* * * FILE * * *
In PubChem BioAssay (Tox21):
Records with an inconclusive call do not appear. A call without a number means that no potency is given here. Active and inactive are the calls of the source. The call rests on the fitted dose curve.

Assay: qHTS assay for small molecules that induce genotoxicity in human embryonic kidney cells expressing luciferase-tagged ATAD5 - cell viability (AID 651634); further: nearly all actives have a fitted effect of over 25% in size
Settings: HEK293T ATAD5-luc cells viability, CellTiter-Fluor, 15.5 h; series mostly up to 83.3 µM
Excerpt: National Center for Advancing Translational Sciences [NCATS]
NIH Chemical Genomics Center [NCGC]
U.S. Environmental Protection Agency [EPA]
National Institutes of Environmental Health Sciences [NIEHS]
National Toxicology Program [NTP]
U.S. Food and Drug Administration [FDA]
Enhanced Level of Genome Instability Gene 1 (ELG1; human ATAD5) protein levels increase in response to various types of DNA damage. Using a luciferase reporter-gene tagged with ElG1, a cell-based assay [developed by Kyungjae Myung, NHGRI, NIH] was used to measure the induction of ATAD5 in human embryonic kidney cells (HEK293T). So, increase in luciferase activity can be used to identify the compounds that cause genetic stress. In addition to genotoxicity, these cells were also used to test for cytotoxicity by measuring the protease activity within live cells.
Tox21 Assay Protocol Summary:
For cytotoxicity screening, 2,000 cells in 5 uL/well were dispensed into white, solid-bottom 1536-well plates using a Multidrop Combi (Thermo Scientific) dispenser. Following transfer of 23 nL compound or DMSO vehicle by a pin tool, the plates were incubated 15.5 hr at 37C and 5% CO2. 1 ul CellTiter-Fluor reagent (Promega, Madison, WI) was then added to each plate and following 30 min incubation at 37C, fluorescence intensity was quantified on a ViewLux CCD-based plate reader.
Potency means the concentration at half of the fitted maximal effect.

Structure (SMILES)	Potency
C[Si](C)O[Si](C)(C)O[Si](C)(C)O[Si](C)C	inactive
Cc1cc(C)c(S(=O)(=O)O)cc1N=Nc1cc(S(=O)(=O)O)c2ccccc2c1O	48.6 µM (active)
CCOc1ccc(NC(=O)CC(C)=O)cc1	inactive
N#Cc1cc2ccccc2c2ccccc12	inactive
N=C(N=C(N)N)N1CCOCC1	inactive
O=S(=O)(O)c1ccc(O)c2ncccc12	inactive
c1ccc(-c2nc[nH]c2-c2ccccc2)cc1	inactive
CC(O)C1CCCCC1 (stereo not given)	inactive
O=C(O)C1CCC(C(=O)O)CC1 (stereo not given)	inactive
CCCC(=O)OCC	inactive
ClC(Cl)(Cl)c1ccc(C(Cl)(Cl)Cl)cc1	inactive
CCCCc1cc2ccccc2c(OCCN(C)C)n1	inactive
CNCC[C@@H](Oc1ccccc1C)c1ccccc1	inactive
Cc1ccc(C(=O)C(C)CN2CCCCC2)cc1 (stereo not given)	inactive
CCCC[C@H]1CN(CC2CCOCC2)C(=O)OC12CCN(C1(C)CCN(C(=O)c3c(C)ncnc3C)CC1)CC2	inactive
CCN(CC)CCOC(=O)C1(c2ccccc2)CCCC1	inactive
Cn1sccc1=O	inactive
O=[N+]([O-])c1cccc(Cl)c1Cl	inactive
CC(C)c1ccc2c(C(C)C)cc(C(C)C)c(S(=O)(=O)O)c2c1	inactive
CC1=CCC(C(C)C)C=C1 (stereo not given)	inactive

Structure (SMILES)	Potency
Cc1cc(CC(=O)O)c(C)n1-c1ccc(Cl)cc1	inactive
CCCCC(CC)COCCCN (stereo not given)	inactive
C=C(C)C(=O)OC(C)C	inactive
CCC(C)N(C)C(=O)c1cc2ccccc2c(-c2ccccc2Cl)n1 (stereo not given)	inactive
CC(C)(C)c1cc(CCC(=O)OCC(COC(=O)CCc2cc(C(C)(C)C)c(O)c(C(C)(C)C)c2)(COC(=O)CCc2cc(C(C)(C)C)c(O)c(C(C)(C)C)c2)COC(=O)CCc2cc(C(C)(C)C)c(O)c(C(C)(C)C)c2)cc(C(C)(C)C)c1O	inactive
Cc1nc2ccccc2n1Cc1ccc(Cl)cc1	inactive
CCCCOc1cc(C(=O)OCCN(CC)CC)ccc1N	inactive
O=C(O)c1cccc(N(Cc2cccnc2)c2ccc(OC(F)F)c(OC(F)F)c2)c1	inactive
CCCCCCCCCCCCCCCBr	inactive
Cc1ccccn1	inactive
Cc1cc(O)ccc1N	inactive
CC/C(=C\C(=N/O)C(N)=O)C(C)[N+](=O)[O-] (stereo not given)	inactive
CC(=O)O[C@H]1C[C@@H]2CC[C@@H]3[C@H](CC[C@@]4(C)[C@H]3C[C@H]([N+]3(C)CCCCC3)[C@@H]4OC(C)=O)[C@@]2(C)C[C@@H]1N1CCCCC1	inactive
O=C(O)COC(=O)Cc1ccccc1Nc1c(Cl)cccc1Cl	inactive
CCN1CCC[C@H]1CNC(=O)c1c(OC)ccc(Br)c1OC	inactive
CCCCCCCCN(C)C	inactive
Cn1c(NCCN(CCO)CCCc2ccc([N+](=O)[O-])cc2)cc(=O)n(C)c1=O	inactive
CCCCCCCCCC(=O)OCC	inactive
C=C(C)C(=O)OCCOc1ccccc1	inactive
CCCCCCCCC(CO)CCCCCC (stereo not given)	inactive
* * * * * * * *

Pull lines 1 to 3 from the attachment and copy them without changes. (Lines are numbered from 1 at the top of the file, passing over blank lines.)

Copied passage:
In PubChem BioAssay (Tox21):
Records with an inconclusive call do not appear. A call without a number means that no potency is given here. Active and inactive are the calls of the source. The call rests on the fitted dose curve.

Assay: qHTS assay for small molecules that induce genotoxicity in human embryonic kidney cells expressing luciferase-tagged ATAD5 - cell viability (AID 651634); further: nearly all actives have a fitted effect of over 25% in size